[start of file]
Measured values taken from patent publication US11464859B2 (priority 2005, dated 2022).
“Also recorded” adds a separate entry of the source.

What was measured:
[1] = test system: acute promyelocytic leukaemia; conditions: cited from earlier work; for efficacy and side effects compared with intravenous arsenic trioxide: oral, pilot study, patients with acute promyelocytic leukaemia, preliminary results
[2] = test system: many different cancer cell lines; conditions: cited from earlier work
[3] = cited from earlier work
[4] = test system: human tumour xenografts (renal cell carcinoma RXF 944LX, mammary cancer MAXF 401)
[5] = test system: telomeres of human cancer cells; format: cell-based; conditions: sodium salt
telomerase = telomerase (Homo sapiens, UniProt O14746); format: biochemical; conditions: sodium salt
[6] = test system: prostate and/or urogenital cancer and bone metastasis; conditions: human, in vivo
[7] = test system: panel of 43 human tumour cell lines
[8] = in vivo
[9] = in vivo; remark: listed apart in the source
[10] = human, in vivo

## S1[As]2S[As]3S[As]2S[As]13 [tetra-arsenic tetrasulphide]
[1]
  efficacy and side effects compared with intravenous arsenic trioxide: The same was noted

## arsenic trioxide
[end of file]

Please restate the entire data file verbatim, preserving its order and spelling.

Measured values taken from patent publication US11464859B2 (priority 2005, dated 2022).
“Also recorded” adds a separate entry of the source.

What was measured:
[1] = test system: acute promyelocytic leukaemia; conditions: cited from earlier work; for efficacy and side effects compared with intravenous arsenic trioxide: oral, pilot study, patients with acute promyelocytic leukaemia, preliminary results
[2] = test system: many different cancer cell lines; conditions: cited from earlier work
[3] = cited from earlier work
[4] = test system: human tumour xenografts (renal cell carcinoma RXF 944LX, mammary cancer MAXF 401)
[5] = test system: telomeres of human cancer cells; format: cell-based; conditions: sodium salt
telomerase = telomerase (Homo sapiens, UniProt O14746); format: biochemical; conditions: sodium salt
[6] = test system: prostate and/or urogenital cancer and bone metastasis; conditions: human, in vivo
[7] = test system: panel of 43 human tumour cell lines
[8] = in vivo
[9] = in vivo; remark: listed apart in the source
[10] = human, in vivo

## S1[As]2S[As]3S[As]2S[As]13 [tetra-arsenic tetrasulphide]
[1]
  efficacy and side effects compared with intravenous arsenic trioxide: The same was noted

## arsenic trioxide